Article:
BORAT SUBSEQUENT MOVIEFILM REVIEW

Written By: François-Noël Vanasse

Borat Sagdiyev, for those unaware, is the creation of actor and comedian Sacha Baron Cohen. A fictional Kazakh reporter known for his misogyny, antisemitism, and flamboyant accent. Like Cohen’s other creations (street-talking youth reporter Ali G and gay fashion reporter Bruno), much of Borat’s appeal came from his seemingly inexhaustible ability to waste everyone’s time. Here is a character who deserved no one’s attention and who said horrific things. But paired with a microphone and a camera he seemed able to go anywhere and talk to anybody. In 2006 the Borat feature film took America by storm. It paraded before audiences an endless supply of America’s deepest faults in the most irrefutable way, recorded forever on film. Perhaps a victim of its own success, the film attracted an enormous amount of controversy from its “victims” some of whom demanded compensation for having been duped into appearing on such a visible platform, doing and saying the things they did. A few years later and Cohen largely failed to capture the same success with Brüno (2009). Perhaps the shock-humor was a step too far. Perhaps liberal elites were less interested in watching their own peers get excoriated following the sea-change of the 2008 Presidential Election. 

Sacha Baron Cohen climbed his way back into relevance during the Trump era. A series of dramatic acting turns, the impossible stunts of the short-lived Who is America? (2018), and his outspoken statements on modern journalism and misinformation have raised Cohen’s appeal back to its glory days. Perhaps our love of fools is commensurate to our hatred of leaders. Regardless, with Cohen’s moral position on the issues he lampoons firmly established out of character, Borat Subsequent Moviefilm (2020) is primed to hit hard and take no prisoners. And, boy howdy, it is a doozy. 

Through a series of mishaps Borat is sent to America in order to deliver Kazakhstan into the good graces of Trump’s inner circle by gifting his daughter (Maria Bakalova) to American Vice President Mike Pence. Donning a fatsuit and a series of wigs to disguise his still infamous persona, Borat and his daughter take on astonishing and darkly hilarious detours in order to render his daughter appealing to American men. The trip to a Texas anti-abortion clinic is especially harrowing and hilarious. The hapless store owners are back trying their best to uphold the creed of “the customer is always right” under Borat’s relentless reprehensibly ignorant cudgel. 

In the first half of the film the most impressive of these involves crashing Mike Pence’s ACU CPAC conference. Borat unbelievably enters the building unmolested dressed in full Klan regalia before crashing the conference itself in a Donald Trump costume and yelling at the stage. But the most chilling portion of that stunt is when the film takes time to showcase Pence’s remarks that evening on the success and readiness of the Trump Administration’s response to coronavirus. Since Pence does not accept Borat’s gift, he instead turns his sights to Rudy Giuliani.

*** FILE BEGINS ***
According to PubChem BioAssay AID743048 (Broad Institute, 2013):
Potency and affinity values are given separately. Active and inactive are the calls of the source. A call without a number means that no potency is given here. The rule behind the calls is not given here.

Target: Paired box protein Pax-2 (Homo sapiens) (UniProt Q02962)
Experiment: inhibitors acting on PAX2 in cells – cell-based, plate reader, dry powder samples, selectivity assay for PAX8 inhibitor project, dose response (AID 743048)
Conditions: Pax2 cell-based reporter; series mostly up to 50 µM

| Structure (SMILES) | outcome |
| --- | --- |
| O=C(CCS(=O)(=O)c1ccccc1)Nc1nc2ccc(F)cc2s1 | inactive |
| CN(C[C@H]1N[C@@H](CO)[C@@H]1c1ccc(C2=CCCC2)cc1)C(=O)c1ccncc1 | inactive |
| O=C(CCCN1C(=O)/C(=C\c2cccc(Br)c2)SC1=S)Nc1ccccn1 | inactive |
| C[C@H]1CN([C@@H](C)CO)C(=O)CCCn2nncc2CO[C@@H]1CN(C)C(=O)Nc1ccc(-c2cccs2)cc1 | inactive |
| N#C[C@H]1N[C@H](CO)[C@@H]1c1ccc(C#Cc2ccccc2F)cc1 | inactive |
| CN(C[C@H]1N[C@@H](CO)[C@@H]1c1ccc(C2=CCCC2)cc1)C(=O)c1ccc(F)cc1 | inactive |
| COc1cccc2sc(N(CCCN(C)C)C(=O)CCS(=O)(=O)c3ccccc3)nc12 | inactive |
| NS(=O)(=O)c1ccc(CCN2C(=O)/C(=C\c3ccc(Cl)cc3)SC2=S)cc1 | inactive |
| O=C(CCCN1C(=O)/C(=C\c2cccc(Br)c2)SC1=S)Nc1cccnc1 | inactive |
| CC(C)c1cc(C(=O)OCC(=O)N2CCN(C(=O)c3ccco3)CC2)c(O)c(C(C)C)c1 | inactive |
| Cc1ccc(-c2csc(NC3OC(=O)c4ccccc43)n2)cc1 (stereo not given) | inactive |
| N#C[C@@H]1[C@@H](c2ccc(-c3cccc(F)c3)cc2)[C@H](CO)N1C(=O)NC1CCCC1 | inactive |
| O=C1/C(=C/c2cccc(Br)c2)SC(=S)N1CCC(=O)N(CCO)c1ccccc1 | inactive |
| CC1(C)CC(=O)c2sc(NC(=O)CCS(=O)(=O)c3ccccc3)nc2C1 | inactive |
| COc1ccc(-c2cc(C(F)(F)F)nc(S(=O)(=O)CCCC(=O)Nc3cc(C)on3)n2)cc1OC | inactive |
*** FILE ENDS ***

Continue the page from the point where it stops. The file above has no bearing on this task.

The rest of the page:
The highlight of the picture must be the segments with Holocaust survivor, the late Judith Dim Evans (to whose memory the film is dedicated) which occur following Borat’s invasion of a synagogue (disguised as a Jew) in order to commit suicide by awaiting the next mass shooting. Her warmth and decency, coupled with the same from emergency babysitter Jeanise Jones. fill the film with its beating emotional core. The segment where Borat leads a crowd in a racist song about violence, however, a chilling reprise from the original film, is bound to attract far greater attention as its preposterous, hilarious, and pulls-no-punches surprise ending is sure to turn some heads as well.

Films like Borat are inherently divisive. They play to one audience and demean another. Critics will say the segments featuring real people are selectively edited to create the illusion that things were more racist or misogynistic than they really were. But when it comes to rooting out what reprehensible things people will say on camera and shining a light on things folks would much rather deny there is little else on offer to match the tenacity and audacity of Sacha Baron Cohen. Borat Subsequent Moviefilm was shot in an election year, during a pandemic, and still came out in time for everyone to see it before the first Tuesday in November. In the film’s own closing words. “Now vote or you will be execute”. 

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